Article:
POTD: Patriarch

Title and Location

Patriarch

Location: Mt. Magazine State Park
Camera: Phase One P65+, Cambo RS, Schnedier 24XL
Settings: f/16, ISO 50, 1/25 sec
When: November, 2010

A clearing storm at the end of the day added some nice color to an already dramatic scene.  This beautiful red cedar with a natural bansai look clings to the side of the clif overlooking the Petit Jean River Valley.  Looking at it’s precarious perch, it is hard to believe this tree is nearly 800 years old.

I am drawn to images of survival against all odds and trees are one of my favorite subjects – win/win. There is something about these old trees that speaks to the soul softly whispering “Hang in there, you might accomplish something amazing!”.

This image is made from two exposures stitched to make a vertical panorama. IT was a pretty easy composition, just keep the camera level and don’t let the foliage overlap with the surrounding trees. Vertical panos make a huge impression in a small space.  Imagine standing in front of an 8′ print of this image.

Another view of this tree was my first post on this blog.

Click here for more information or to purchase a fine art print.

POTD: Paradise Falls

Title and Location

Paradise Falls

Location: Silver Falls State Park, Oregon
Camera: Phase One P45, Cambo RS, Schneider 35XL
Settings:f/11, ISO 50, 2 seconds
When: June 2010

Great scenic photography is 90% getting in front of interesting subjects.  (The other 90% is planning, equipment, technique, and tenacity but that’s for another day.)  Sometimes during my travels, I have stumbled into locations or circumstances that were so incredible it simply blew my mind.  Silver Falls State Park in central Oregon is one of those locations.

Imagine having a hole in the ground 175 feet deep with a diameter of a mile or so.  Into that hole in the ground fall a dozen waterfalls from around it’s edges.   Each waterfall has a total different character.  You may recall I mentioned when I was there they had record rainfall and these falls were raging and so beautiful.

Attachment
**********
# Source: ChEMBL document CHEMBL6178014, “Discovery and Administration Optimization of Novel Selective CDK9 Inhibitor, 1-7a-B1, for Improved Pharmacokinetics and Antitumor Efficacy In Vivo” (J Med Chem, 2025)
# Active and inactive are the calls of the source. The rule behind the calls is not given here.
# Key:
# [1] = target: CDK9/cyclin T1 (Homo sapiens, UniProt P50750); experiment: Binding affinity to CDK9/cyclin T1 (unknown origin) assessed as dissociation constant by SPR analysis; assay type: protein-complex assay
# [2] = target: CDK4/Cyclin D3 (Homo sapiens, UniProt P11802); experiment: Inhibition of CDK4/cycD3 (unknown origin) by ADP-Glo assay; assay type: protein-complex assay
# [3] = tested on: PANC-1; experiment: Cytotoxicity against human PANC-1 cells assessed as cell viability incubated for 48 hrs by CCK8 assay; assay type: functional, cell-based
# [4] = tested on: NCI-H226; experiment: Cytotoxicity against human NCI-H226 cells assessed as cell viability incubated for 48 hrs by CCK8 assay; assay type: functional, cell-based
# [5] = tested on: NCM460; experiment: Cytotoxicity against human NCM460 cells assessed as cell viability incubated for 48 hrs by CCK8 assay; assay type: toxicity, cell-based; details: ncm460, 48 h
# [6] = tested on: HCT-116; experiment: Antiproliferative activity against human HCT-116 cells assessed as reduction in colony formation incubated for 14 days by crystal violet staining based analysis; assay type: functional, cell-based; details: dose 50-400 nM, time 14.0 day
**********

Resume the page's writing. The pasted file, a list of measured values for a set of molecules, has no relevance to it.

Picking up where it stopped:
There is a 9 mile trail at the bottom of the hole taking you to visit all of these waterfalls.  The trail goes behind the veil of several.  Simply stunning scenery and I understand it is even better in Autumn.  Often referred to as the “Crown Jewel” of the Oregon park system.  Silver Falls is truly a paradise which inspired this photograph of the North Falls.

Click here for more information or to purchase a fine art print.

POTD: Long Pool Falls

Title and Location

Long Pool Falls

Location: Ozark National Forest, Arkansas
Camera: Phase One P45, Cambo RS, Schneider 35XL
Settings: f/11, ISO 50, 5 seconds
When: May 2009

New photographers often ask how do I know when to shoot a vertical or horizontal composition.  I know I fell into this trap talking to a pro who was conducting a workshop I attended.  In hindsight, the answer is obvious:

“Always shoot a vertical after a horizontal and vice-versa.”

Obvious – right?  It’s surprising how many compositions can easily be captured in both vertical and horizontal orientation.  With an L-bracket and arca swiss style clamp you can switch orientations in a few seconds.

Selling art, I’ve sold many more horizontal images but there are occasions where only a vertical will do.  The best ise of vertical composition is on the cover of a magazine.  A worthy goal for any photographer.

A few days back I wrote about this waterfall with a vertical composition called “Ozark Spring”.

Click here for more information or to purchase a fine art print.